Andreas Späth

Bad news for mussel lovers

2016-07-11 09:50

Andreas Wilson-Späth


Do you enjoy mussels – steamed in white wine with garlic or in paella? You might want to stop reading right now. Otherwise, I’m afraid I might ruin your appetite.


Those of us who are able to order mussel dishes in fancy restaurants have probably not really felt the impact of climate change and the associated consequences of humanity’s reliance on fossil fuels on a personal level quite yet. We tend to be able to avoid those. Depriving us of mussels, however, may just open some eyes to the realities of the growing global crisis we find ourselves in.


The culprit is something called ocean acidification – you might have seen me rant about it in the past. The carbon dioxide we are releasing into the atmosphere when we burn oil, coal and natural gas doesn’t just act as a greenhouse gas that causes global warming, some of it also dissolves in seawater. As it does so, it increases the acidity (i.e. lowers the pH level) of the water and that is starting to have far-reaching effects on the oceans.


Organisms that rely on skeletons or shells composed of a calcium carbonate as part of their structure are directly impacted. As the seawater becomes gradually more acidic (it’s currently still slightly alkaline on average with a pH of about 8), fewer and fewer of the carbonate ions the creatures need to extract from it for building purposes are available, resulting in thinner and more fragile skeletons and shells. You can guess where this is leading in the case of mussels.


A study published in June shows that the shells of Californian mussels are getting thinner. The largest mussel shells in Native American archaeological sites dating back to more than 2000 years ago are over 90% thicker than their modern counterparts. Shells of mussels collected in the area in the 1970s are, on average, around 32% thicker than those found today.


The simple conclusion: mussels are producing less shell material now than they used to in the past. The most likely explanation: ocean acidification.


So why should we care about the thickness of mussel shells? We eat the mussel flesh, not the shells.


Shells provide a protective armour for mussels that shields them from predators like marine snails specialised to drill through them. Thinner shells will make the sails’ job easier and the mussels more vulnerable.


And then there are the abrasive, highly energetic conditions in the areas of the oceans that mussels inhabit – shallow tidal zones that are constantly battered by strong currents, tides, storm surges and waves. Thinner shells will mean higher fatality rates and fewer mussels reaching maturity.


More acidic seawater isn’t just interfering with mussels’ ability to produce sturdy shells, it’s also likely the affect the strength with which they’re able to attach themselves to hard substrates like the surface of rocks.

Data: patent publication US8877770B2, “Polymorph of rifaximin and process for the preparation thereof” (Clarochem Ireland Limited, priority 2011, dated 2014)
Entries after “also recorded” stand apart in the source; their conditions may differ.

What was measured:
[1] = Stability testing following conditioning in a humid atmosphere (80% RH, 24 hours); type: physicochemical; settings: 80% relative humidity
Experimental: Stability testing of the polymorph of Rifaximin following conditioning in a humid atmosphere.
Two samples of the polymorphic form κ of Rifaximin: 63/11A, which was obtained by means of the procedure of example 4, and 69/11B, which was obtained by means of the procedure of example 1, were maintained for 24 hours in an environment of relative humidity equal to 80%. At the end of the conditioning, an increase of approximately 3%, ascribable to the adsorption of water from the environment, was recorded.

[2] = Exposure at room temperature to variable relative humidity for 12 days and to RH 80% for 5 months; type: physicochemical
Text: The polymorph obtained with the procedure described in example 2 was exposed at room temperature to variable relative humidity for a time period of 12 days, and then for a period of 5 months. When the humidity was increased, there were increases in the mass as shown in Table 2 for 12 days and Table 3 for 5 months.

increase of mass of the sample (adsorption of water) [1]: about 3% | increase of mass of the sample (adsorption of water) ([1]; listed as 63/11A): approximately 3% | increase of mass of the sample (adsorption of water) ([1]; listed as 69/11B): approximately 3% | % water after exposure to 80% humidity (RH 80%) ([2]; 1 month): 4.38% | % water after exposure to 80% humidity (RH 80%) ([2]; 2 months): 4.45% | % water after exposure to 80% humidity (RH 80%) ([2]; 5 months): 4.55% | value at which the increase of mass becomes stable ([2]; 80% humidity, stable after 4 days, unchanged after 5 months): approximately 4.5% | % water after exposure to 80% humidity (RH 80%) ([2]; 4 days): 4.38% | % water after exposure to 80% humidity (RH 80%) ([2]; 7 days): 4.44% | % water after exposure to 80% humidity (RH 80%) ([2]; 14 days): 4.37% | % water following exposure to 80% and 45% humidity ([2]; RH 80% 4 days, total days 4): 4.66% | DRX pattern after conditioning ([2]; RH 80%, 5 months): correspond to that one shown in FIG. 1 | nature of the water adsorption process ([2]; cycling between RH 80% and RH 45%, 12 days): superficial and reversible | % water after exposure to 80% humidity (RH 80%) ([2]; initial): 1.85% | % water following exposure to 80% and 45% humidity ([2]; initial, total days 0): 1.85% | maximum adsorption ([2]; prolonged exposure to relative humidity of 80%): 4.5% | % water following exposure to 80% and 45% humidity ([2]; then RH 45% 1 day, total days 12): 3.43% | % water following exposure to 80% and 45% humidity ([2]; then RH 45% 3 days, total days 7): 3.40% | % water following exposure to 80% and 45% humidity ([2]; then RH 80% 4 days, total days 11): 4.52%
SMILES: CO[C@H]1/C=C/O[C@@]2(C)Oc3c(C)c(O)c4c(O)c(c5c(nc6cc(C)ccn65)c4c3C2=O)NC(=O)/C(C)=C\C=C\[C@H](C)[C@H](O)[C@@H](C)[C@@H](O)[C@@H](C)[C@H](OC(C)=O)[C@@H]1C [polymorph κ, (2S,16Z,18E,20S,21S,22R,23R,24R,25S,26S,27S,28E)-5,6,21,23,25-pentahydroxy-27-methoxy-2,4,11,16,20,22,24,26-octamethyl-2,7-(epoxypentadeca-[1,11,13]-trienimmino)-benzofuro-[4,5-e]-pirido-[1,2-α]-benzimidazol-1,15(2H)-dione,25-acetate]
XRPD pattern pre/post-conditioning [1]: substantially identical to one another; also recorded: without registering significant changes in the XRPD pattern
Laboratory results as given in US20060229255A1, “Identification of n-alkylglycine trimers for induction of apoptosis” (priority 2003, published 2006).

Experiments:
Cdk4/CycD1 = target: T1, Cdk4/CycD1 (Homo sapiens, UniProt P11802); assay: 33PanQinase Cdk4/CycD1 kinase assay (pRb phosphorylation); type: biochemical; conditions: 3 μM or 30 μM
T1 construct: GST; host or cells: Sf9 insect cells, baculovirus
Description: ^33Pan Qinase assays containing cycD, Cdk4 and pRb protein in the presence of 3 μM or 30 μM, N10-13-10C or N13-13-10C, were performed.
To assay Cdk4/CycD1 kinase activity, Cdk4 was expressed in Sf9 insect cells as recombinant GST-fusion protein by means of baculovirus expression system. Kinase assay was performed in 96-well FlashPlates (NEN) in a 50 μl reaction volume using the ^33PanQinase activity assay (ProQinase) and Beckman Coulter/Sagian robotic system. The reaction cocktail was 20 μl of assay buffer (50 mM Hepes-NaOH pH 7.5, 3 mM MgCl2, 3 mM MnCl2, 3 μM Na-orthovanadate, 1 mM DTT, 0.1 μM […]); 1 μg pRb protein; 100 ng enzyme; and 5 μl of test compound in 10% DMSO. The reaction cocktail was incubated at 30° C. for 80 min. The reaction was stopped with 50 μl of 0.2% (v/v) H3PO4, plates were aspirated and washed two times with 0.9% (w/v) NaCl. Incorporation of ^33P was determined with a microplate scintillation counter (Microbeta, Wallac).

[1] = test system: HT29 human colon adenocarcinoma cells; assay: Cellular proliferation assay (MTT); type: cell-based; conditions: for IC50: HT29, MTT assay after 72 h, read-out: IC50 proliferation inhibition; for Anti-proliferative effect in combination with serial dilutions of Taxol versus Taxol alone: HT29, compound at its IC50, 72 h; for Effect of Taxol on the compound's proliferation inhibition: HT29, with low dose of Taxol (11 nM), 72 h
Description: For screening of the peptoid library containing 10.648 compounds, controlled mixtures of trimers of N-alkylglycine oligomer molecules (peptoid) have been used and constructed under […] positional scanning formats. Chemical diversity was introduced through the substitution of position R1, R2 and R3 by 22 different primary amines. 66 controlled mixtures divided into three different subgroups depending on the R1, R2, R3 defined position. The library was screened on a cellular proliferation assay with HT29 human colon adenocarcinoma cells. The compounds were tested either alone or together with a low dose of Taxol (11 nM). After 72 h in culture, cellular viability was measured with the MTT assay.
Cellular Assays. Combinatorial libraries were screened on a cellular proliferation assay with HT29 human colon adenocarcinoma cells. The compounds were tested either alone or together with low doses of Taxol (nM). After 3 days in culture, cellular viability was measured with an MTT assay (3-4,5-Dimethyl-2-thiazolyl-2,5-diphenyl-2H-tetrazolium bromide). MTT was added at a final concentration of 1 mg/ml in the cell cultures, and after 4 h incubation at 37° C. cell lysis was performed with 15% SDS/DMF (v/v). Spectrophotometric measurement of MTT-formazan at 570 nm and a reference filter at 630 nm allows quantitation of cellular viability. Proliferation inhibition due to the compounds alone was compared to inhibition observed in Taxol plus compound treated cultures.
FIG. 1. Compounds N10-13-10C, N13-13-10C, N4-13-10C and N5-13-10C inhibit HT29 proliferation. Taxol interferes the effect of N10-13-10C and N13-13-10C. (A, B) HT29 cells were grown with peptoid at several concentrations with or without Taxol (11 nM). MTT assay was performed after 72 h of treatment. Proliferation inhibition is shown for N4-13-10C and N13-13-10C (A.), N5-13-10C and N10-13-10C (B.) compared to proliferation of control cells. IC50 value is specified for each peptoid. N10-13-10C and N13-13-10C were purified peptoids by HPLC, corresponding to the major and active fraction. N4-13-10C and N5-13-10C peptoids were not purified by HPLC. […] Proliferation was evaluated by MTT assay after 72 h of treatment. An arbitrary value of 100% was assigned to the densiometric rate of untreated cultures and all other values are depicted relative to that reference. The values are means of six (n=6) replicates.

New laboratory research conducted at the University of Washington suggests that when ocean water acidity drops below a pH level of 7.6 the adhesive strength of the glue with which mussels secure themselves in place will diminish.


That’s important, because it makes them more likely to be dislodged from their normal habitats and washed to calmer areas where they are more exposed to predatory snails, fish, sea stars and crabs. It also creates a problem for commercial mussel farmers who rely on mussels’ ability to attach themselves to ropes suspended in the sea.


"Due to upwelling and local productivity, our seawater in Washington is already at a baseline of pH 7.8,” says professor Emily Carrington, one of the scientists involved in the research. “Moreover, mussels live in highly dynamic coastal environments that routinely fluctuate up or down 0.5 pH units".


So not fantastic prospects for the future of mussel eating. But that shouldn’t really be our biggest concern. The disappearance of these creatures will have more significant effects on nature than on the menus of seafood joints.


That’s because mussels are a so-called foundation species in many shallow marine environments. The extensive mussel beds they create provide ecosystems in which communities of hundreds of diverse, interdependent species are able to thrive. Damage the mussels and you endanger all of their many associates.


According to professor Cathy Pfister, the lead author of the study comparing mussel shell thickness over time, "the California mussel is a common species along the entire west coast of the United States and their fate will be linked to that of a rich diversity of predators, including sea stars and sea otters, as well as myriad species that are part of the mussel bed habitat”.

- Andreas is a freelance writer with a PhD in geochemistry. Follow him on Twitter: @Andreas_Spath

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